After a video depicting an African American student at San Francisco State University accusing a white student of cultural appropriation for sporting dreadlocks went viral, we were left with a series of questions. Namely, was this absurd encounter staged? And, are white-guy dreadlocks still a thing? Also: Don't these kids know that this argument about cultural appropriation got tired about 20 years ago? A reporter with Golden Gate Xpress, SFSU's campus paper, caught up with the dreadlocks guy and her interview further proves our thesis from yesterday — basically, everyone involved in the situation comes out looking like an idiot.

The Xpress reports that the dreadlocks guy is environmental science major Cory Goldstein, and the woman is photography major Bonita Tindle. The filmed bit of the encounter took place around 4 p.m. on Monday, but it began earlier.

"I looked at her, and she said 'Sorry, we don't want people with your hair here,'" Goldstein explained to the paper. This is after Tindle allegedly offered him a flier for an event, but then retracted the offer. "I was like, 'Wow, that's really rude,' and I walked away from the situation. She then apparently followed me down two flights of stairs to approach me about this whole situation."

Goldstein further says he "tried to leave multiple times," but "she kept grabbing me, pushing me back."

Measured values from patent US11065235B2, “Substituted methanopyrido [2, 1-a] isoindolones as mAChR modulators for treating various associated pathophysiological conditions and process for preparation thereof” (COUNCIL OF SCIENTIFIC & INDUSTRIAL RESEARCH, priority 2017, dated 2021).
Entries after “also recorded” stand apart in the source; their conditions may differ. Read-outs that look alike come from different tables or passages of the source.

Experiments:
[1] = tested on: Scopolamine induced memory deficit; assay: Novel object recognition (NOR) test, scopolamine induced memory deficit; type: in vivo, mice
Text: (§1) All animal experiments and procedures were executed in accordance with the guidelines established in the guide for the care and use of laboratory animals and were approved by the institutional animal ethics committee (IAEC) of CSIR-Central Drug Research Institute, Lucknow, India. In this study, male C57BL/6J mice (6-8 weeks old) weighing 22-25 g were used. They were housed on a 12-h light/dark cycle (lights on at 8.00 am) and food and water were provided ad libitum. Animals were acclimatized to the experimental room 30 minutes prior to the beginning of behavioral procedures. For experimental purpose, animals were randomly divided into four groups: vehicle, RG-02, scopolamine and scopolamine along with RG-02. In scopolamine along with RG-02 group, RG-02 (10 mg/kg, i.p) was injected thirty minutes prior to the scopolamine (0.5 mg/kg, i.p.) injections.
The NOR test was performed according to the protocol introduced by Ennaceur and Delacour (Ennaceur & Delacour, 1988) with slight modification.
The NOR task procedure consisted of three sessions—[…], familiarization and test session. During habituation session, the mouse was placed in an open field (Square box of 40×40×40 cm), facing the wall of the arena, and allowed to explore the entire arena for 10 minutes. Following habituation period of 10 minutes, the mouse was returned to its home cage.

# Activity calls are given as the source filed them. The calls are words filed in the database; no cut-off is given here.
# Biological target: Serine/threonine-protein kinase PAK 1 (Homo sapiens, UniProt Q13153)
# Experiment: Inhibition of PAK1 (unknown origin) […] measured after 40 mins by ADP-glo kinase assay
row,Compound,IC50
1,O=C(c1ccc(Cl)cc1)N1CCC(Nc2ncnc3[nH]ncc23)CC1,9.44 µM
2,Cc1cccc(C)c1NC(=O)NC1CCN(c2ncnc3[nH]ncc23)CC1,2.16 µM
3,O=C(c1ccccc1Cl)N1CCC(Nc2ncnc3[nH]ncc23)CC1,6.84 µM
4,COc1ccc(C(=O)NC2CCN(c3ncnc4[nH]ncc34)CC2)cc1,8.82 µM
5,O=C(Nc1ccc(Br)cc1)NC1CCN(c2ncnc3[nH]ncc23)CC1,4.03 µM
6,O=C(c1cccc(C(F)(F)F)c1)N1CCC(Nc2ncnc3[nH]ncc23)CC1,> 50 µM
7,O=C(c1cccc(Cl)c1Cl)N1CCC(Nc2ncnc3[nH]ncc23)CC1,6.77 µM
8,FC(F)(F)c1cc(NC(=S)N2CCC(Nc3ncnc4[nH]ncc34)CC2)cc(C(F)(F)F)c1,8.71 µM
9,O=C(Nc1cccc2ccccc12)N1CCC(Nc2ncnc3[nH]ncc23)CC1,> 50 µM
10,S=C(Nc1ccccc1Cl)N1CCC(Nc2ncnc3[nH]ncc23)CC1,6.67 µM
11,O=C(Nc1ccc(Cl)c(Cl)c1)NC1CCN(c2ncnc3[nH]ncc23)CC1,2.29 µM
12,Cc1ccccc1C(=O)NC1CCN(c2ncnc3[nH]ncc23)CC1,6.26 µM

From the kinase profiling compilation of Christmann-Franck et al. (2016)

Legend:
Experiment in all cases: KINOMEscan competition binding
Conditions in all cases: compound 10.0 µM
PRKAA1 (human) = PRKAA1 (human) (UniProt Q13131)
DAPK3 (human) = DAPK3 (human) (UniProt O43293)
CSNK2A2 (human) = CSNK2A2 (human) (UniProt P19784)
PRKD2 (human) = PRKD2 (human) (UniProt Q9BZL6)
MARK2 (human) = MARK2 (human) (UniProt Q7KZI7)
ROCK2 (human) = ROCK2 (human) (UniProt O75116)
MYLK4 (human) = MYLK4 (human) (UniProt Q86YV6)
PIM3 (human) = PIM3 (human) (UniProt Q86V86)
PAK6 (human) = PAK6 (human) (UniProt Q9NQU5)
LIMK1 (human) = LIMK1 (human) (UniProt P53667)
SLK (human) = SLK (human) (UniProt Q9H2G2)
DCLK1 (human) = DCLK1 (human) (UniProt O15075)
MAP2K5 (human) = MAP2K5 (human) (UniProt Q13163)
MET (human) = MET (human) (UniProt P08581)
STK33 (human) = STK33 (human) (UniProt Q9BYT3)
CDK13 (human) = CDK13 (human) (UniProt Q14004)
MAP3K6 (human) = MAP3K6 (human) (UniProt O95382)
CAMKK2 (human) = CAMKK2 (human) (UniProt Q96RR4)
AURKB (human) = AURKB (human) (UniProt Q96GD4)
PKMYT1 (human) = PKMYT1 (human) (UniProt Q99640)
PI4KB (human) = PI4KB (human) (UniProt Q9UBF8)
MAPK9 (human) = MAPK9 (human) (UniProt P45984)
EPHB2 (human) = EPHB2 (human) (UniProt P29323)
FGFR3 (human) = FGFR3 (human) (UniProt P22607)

Now, regardless of what you think about Goldstein's hair, we can all agree that no one deserves to be accosted for his or her hairstyle. It is this vital bit that Tindle seems to have missed — a fact which is made abundantly clear in the beginning of the original video when she can be heard asking another individual "you got some scissors?" Implying, of course, that she's going to cut off Goldstein's dreadlocks right then and there.

“Someone within an activist group thought that she could attack me based on my locks and that’s not okay — it’s not even a part of, like, the colored community’s culture,” Goldstein whitesplained to the Xpress. “I felt that I didn’t need to explain myself. My hair, my rules, my body.”

As to the charge of cultural appropriation? Goldstein isn't buying it, furthering that "someone having locks which is found universally across the world, not just within African culture, but everywhere actually, that is not cultural appropriation in my view." He might want to reconsider using the term "colored community," however, in future.

Goldstein says he will not press charges, however KRON 4 reports that the person who filmed the encounter (which ends with the camera being smacked) has asked that charges be filed.

“I really am hoping that the campus is able to fully resolve this issue without any more issues basically," noted Goldstein. "I don’t feel that me getting attacked should cause more of an attack.”

Previously: Video: Dreadlocked White SFSU Student Accosted For 'Cultural Appropriation'